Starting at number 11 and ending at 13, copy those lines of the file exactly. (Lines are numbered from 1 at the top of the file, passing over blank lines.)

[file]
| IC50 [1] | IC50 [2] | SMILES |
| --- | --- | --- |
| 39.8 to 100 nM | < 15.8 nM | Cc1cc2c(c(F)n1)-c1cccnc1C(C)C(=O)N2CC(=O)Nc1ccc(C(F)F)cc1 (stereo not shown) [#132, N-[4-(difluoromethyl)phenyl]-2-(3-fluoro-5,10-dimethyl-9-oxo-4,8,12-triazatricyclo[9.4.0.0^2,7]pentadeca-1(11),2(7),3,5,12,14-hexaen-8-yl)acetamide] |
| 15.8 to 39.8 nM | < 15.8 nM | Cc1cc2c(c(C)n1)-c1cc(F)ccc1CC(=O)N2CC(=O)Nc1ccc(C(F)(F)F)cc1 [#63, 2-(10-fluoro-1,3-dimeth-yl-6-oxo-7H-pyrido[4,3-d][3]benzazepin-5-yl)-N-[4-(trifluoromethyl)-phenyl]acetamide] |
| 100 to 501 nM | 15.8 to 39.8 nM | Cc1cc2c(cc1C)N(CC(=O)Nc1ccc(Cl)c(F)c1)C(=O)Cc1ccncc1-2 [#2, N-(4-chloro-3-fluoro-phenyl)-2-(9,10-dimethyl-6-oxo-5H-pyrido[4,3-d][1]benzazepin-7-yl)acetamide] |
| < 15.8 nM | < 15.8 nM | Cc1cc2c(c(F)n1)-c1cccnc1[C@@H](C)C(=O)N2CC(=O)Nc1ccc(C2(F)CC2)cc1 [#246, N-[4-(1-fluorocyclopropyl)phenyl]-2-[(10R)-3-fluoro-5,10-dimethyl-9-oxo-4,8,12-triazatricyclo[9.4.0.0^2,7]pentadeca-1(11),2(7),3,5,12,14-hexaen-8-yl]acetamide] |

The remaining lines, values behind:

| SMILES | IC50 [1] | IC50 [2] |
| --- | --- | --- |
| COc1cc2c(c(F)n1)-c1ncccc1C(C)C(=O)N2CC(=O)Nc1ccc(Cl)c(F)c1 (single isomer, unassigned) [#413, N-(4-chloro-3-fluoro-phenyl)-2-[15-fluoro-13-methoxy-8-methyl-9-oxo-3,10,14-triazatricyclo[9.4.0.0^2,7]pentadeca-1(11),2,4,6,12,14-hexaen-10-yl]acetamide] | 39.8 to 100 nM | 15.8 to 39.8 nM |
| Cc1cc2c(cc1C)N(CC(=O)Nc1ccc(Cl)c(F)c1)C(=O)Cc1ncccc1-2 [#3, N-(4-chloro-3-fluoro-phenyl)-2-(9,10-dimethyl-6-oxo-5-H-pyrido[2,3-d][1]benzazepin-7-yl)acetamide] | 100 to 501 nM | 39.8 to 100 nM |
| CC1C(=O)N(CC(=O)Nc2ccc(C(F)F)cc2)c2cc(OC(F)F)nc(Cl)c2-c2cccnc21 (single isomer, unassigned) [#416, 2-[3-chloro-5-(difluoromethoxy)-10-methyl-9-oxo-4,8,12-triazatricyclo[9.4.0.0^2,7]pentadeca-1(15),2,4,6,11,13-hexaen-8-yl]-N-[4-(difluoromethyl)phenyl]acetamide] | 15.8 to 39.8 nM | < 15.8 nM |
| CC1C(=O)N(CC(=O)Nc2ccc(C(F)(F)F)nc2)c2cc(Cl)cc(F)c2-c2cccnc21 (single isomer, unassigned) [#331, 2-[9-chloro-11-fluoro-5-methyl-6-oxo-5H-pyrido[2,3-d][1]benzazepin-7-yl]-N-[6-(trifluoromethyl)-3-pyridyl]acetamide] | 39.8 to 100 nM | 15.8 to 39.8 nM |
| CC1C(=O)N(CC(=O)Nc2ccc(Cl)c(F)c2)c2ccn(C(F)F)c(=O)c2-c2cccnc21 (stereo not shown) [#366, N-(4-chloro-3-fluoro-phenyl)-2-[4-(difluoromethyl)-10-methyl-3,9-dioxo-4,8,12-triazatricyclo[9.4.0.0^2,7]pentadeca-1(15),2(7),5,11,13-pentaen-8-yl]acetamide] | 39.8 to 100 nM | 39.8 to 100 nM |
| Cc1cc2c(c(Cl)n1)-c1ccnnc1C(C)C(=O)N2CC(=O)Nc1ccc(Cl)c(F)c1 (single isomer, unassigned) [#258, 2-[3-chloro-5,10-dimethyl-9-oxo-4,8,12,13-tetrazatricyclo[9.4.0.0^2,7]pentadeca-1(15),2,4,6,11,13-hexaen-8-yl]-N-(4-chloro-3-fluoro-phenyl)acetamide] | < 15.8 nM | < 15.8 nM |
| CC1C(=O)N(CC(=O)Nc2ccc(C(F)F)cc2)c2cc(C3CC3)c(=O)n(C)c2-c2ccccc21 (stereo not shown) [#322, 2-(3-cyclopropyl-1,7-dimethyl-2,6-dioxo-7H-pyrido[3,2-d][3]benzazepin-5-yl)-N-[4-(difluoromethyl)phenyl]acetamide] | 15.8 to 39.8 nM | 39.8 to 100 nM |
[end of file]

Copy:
| Cc1cc2c(cc1C)N(CC(=O)Nc1ccc(Cl)c(F)c1)C(=O)Cc1ncccc1-2 [#3, N-(4-chloro-3-fluoro-phenyl)-2-(9,10-dimethyl-6-oxo-5-H-pyrido[2,3-d][1]benzazepin-7-yl)acetamide] | 100 to 501 nM | 39.8 to 100 nM |
| CC1C(=O)N(CC(=O)Nc2ccc(C(F)F)cc2)c2cc(OC(F)F)nc(Cl)c2-c2cccnc21 (single isomer, unassigned) [#416, 2-[3-chloro-5-(difluoromethoxy)-10-methyl-9-oxo-4,8,12-triazatricyclo[9.4.0.0^2,7]pentadeca-1(15),2,4,6,11,13-hexaen-8-yl]-N-[4-(difluoromethyl)phenyl]acetamide] | 15.8 to 39.8 nM | < 15.8 nM |
| CC1C(=O)N(CC(=O)Nc2ccc(C(F)(F)F)nc2)c2cc(Cl)cc(F)c2-c2cccnc21 (single isomer, unassigned) [#331, 2-[9-chloro-11-fluoro-5-methyl-6-oxo-5H-pyrido[2,3-d][1]benzazepin-7-yl]-N-[6-(trifluoromethyl)-3-pyridyl]acetamide] | 39.8 to 100 nM | 15.8 to 39.8 nM |